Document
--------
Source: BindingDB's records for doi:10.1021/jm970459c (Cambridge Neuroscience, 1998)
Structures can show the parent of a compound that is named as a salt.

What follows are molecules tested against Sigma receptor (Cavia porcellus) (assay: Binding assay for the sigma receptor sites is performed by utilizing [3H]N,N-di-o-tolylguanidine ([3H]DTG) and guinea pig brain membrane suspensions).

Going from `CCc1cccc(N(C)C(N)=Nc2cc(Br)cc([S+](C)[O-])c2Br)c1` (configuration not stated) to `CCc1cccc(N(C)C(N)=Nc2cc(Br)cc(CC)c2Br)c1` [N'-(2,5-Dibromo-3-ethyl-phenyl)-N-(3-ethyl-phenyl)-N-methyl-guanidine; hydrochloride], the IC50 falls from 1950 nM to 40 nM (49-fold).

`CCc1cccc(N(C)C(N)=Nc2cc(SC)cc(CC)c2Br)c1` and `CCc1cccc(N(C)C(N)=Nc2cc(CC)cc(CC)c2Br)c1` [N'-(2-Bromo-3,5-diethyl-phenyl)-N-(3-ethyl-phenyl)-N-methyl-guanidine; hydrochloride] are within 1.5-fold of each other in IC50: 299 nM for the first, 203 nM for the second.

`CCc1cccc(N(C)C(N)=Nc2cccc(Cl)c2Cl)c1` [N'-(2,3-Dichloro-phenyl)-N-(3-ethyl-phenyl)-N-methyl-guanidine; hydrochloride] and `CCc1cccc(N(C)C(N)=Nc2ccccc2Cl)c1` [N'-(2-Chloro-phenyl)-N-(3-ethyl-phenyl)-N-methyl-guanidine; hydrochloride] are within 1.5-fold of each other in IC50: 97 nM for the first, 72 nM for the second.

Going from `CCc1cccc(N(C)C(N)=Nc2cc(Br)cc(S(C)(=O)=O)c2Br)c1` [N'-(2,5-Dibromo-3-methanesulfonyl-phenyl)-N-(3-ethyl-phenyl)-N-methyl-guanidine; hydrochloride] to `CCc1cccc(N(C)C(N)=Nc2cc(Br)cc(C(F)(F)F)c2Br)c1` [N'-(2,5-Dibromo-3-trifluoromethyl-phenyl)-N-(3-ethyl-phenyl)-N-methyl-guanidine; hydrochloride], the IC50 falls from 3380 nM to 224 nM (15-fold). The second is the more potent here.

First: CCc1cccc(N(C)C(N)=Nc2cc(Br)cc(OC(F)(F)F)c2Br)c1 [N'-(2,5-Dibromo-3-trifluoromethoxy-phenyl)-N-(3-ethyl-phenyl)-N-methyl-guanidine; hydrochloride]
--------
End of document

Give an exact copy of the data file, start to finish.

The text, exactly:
Source: BindingDB's records for doi:10.1021/jm970459c (Cambridge Neuroscience, 1998)
Structures can show the parent of a compound that is named as a salt.

What follows are molecules tested against Sigma receptor (Cavia porcellus) (assay: Binding assay for the sigma receptor sites is performed by utilizing [3H]N,N-di-o-tolylguanidine ([3H]DTG) and guinea pig brain membrane suspensions).

Going from `CCc1cccc(N(C)C(N)=Nc2cc(Br)cc([S+](C)[O-])c2Br)c1` (configuration not stated) to `CCc1cccc(N(C)C(N)=Nc2cc(Br)cc(CC)c2Br)c1` [N'-(2,5-Dibromo-3-ethyl-phenyl)-N-(3-ethyl-phenyl)-N-methyl-guanidine; hydrochloride], the IC50 falls from 1950 nM to 40 nM (49-fold).

`CCc1cccc(N(C)C(N)=Nc2cc(SC)cc(CC)c2Br)c1` and `CCc1cccc(N(C)C(N)=Nc2cc(CC)cc(CC)c2Br)c1` [N'-(2-Bromo-3,5-diethyl-phenyl)-N-(3-ethyl-phenyl)-N-methyl-guanidine; hydrochloride] are within 1.5-fold of each other in IC50: 299 nM for the first, 203 nM for the second.

`CCc1cccc(N(C)C(N)=Nc2cccc(Cl)c2Cl)c1` [N'-(2,3-Dichloro-phenyl)-N-(3-ethyl-phenyl)-N-methyl-guanidine; hydrochloride] and `CCc1cccc(N(C)C(N)=Nc2ccccc2Cl)c1` [N'-(2-Chloro-phenyl)-N-(3-ethyl-phenyl)-N-methyl-guanidine; hydrochloride] are within 1.5-fold of each other in IC50: 97 nM for the first, 72 nM for the second.

Going from `CCc1cccc(N(C)C(N)=Nc2cc(Br)cc(S(C)(=O)=O)c2Br)c1` [N'-(2,5-Dibromo-3-methanesulfonyl-phenyl)-N-(3-ethyl-phenyl)-N-methyl-guanidine; hydrochloride] to `CCc1cccc(N(C)C(N)=Nc2cc(Br)cc(C(F)(F)F)c2Br)c1` [N'-(2,5-Dibromo-3-trifluoromethyl-phenyl)-N-(3-ethyl-phenyl)-N-methyl-guanidine; hydrochloride], the IC50 falls from 3380 nM to 224 nM (15-fold). The second is the more potent here.

First: CCc1cccc(N(C)C(N)=Nc2cc(Br)cc(OC(F)(F)F)c2Br)c1 [N'-(2,5-Dibromo-3-trifluoromethoxy-phenyl)-N-(3-ethyl-phenyl)-N-methyl-guanidine; hydrochloride]